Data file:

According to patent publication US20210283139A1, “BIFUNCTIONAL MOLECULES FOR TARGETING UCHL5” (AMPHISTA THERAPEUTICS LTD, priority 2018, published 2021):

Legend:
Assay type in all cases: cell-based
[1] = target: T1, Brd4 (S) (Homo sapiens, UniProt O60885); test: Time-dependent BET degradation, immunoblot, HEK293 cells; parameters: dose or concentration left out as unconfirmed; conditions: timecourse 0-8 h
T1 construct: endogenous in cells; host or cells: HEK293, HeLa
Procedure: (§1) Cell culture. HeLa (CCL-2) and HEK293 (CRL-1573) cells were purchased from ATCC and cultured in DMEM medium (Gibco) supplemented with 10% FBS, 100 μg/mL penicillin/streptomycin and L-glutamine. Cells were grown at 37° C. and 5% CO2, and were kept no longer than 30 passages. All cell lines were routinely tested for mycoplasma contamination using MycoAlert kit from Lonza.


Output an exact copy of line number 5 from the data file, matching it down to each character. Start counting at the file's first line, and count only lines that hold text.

T1 construct: endogenous in cells; host or cells: HEK293, HeLa